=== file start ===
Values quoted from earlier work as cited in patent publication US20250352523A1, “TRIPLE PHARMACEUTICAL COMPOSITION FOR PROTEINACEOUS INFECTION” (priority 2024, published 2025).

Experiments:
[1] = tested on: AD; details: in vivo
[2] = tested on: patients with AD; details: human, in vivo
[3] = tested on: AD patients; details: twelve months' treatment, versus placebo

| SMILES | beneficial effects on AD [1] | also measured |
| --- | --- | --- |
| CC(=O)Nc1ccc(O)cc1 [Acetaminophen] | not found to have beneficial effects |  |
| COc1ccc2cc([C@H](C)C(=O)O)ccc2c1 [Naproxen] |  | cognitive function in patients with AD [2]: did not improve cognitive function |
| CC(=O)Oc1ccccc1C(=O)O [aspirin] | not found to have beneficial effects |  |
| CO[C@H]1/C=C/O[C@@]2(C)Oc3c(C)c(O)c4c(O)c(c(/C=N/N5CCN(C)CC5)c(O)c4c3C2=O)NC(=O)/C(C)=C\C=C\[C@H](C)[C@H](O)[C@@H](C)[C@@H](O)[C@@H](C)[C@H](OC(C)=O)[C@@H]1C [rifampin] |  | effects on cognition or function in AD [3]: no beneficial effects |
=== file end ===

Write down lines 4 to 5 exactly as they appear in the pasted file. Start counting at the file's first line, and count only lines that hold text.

[2] = tested on: patients with AD; details: human, in vivo
[3] = tested on: AD patients; details: twelve months' treatment, versus placebo